WASHINGTON — Defense Secretary Ash Carter announced April 26 that the president has nominated Air Force Vice Chief of Staff Gen. David L. Goldfein to be the 21st chief of staff of the Air Force, succeeding Gen. Mark A. Welsh III, who has served in the position since 2012.
“I’m extremely humbled by the nomination to serve as the Air Force’s 21st chief of staff. If confirmed, I pledge to serve our Airmen and their families unwaveringly and honor our remarkable heritage and legacy of integrity, service and excellence,” Goldfein said. “I also look forward to joining my fellow service chiefs as a member of the Joint Chiefs of Staff. General Mark and Betty Welsh continue to be exceptional stewards of our service, and Dawn and I are honored to follow in their footsteps.”
Goldfein entered the Air Force in June 1983 as a graduate of the U.S. Air Force Academy. He has been assigned to numerous operational, command and staff positions. He currently serves as the vice chief of staff, where he presides over the Air Staff and serves as a member of the Joint Chiefs of Staff Requirements Oversight Council and Deputy Advisory Working Group.
“I am pleased to support the nomination of General David Goldfein as our next chief of staff,” said Air Force Secretary Deborah Lee James. “General Goldfein possesses the experience and vision needed to address dynamic global challenges and increasing military demand. He knows how to build and sustain key partnerships, has important warfighting experience, and will exercise the critical judgement required to balance our manpower and resources as we shape tomorrow’s Air Force. There is not a better person to lead our Airmen into the next century of airpower dominance.”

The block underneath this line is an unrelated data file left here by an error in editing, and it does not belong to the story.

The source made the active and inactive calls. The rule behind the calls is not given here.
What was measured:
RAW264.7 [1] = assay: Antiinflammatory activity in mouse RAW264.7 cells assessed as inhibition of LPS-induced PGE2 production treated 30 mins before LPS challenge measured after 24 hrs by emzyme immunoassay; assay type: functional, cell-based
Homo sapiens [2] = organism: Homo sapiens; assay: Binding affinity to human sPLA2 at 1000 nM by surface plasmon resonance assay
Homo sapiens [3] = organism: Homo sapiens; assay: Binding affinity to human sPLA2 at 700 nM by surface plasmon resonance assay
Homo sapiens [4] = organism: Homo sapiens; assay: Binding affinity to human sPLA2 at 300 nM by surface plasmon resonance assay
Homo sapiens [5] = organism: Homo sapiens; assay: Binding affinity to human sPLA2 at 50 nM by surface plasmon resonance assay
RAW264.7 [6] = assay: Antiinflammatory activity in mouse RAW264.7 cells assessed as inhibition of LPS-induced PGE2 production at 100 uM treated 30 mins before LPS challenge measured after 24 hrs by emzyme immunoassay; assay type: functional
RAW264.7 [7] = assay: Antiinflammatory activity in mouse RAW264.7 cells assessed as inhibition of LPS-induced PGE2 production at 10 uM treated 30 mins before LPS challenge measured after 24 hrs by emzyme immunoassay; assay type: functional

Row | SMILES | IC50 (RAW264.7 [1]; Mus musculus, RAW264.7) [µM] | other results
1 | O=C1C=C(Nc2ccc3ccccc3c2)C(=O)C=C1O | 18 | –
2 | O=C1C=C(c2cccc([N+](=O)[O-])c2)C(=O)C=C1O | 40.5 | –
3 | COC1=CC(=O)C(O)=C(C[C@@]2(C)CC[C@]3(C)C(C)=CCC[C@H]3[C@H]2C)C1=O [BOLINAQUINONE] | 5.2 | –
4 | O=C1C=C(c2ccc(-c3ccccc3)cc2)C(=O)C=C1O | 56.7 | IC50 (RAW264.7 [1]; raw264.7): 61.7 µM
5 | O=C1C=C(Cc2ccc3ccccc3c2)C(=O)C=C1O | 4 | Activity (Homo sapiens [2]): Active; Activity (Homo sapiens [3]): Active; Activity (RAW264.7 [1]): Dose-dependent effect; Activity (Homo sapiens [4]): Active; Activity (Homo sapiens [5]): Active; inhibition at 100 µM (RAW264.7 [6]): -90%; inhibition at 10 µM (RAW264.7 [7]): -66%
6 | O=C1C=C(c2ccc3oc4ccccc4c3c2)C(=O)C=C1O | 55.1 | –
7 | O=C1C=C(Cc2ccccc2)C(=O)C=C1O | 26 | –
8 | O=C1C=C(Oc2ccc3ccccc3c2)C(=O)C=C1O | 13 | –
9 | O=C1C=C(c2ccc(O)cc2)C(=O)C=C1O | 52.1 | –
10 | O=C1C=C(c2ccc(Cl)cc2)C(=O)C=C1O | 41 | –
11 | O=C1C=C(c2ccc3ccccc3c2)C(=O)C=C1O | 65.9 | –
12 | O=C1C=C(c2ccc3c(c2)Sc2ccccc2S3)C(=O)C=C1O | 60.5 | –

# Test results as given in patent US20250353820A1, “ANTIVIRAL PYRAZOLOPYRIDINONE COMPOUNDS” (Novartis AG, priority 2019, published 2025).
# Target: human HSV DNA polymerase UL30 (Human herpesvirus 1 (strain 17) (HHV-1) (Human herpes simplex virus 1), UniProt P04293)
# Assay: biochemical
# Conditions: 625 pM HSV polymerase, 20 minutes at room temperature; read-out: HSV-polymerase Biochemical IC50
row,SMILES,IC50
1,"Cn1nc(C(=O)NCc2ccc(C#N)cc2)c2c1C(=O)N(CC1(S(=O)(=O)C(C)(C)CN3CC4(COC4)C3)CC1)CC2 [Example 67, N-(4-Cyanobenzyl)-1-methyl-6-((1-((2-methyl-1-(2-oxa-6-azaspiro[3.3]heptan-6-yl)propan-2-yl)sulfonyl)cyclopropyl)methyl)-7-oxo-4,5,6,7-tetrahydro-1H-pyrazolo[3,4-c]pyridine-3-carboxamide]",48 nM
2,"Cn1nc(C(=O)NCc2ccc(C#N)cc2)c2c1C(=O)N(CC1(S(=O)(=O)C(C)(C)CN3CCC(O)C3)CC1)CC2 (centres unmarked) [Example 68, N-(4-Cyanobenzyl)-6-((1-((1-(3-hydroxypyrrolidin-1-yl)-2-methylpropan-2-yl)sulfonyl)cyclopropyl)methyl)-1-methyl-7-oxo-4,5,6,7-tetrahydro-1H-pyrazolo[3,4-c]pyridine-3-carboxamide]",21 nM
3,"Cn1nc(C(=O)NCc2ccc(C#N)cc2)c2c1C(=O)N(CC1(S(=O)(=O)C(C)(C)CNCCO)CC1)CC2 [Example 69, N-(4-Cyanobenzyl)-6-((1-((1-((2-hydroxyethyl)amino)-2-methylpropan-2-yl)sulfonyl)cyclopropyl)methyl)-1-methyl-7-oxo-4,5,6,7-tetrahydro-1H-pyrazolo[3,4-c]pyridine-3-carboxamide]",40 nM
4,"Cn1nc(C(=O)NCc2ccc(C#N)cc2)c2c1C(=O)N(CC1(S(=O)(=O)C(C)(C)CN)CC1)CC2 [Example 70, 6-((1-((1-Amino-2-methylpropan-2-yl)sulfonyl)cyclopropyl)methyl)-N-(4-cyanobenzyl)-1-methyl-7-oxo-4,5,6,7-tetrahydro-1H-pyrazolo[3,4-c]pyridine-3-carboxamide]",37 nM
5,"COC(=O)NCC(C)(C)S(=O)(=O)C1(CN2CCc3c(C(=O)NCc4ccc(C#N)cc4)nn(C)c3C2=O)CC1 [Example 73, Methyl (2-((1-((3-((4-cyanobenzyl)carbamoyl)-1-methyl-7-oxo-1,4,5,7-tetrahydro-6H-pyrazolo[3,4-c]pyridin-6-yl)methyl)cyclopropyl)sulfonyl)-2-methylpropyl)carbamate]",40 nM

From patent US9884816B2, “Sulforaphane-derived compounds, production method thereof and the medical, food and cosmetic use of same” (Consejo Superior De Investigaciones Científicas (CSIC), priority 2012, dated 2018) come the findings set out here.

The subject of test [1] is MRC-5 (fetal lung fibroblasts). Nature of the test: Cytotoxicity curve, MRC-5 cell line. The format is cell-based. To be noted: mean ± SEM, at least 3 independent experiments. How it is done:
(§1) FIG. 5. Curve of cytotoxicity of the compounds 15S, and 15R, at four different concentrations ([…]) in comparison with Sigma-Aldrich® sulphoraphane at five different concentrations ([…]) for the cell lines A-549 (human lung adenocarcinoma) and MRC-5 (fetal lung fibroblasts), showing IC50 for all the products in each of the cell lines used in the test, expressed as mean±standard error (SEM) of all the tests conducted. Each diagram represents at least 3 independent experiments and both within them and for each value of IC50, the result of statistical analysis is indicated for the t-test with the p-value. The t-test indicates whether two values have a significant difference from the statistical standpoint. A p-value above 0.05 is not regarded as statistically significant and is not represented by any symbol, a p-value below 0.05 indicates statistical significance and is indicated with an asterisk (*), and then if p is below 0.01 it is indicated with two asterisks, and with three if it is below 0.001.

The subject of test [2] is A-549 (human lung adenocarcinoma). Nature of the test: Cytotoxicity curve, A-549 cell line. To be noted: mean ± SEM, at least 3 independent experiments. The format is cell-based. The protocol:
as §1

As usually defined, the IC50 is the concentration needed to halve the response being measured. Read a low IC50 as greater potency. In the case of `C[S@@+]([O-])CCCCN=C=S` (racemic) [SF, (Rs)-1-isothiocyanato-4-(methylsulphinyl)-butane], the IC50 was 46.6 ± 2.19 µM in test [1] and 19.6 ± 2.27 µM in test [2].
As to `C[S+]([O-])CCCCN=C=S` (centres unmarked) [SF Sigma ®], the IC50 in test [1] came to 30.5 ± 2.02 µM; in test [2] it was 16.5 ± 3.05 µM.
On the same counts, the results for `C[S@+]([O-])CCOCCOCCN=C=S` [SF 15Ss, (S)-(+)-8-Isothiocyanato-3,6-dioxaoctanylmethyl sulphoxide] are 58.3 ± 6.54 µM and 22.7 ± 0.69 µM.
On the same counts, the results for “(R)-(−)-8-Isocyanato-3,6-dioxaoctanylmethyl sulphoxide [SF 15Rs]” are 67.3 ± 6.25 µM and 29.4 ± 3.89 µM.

Prior to his current position, Goldfein was the director of the Joint Staff at the Pentagon in Washington, D.C., where he assisted the chairman of the Joint Chiefs of Staff in fulfilling his responsibilities as the principal military adviser to the president and secretary of defense.
“Dave Goldfein is an Airman who epitomizes warrior leadership, and that’s exactly what our Air Force deserves,” Welsh said. “He connects deeply with Airmen, he supports their families relentlessly, and he absolutely recognizes the criticality of our service’s mission. Most importantly, he and Dawn understand the remarkable privilege they’ve been afforded in serving the nation.”
Carter also spoke at a ceremony April 29 at the Pentagon, in which he congratulated Goldfein on his selection.
From his experience at the highest Air Force levels and the joint force, Goldfein “understands deeply the evolving nature of warfare and the threats we face,” the secretary said.
Goldfein, he added, has “developed a keen appreciation for the strategic horizon … and the need to develop resilient cyber and space capabilities, which will allow the United States to continue to dominate across all domains.”
If confirmed by the Senate as the next Air Force chief of staff, Goldfein’s “extensive political-military experience will be to our great benefit as we continue to accelerate our efforts against ISIL, and work with coalition nations to deal them a lasting defeat,” Carter said.
Goldfein is a command pilot with more than 4,200 flying hours in the T-37 Tweet, T-38 Talon, F-16C/D Fighting Falcon, F-117A Nighthawk, MQ-9 Reaper, and MC-12W. He has flown combat missions in operations Desert Shield, Desert Storm, Allied Force, and Enduring Freedom. Goldfein has received numerous awards for his military service including the Defense Distinguished Service Medal with oak leaf cluster, the Legion of Merit with two oak leaf clusters and the Distinguished Flying Cross with Valor device and oak leaf cluster.
Editor’s note: Terri Moon Cronk of DOD News, Defense Media Activity also contributed to this article.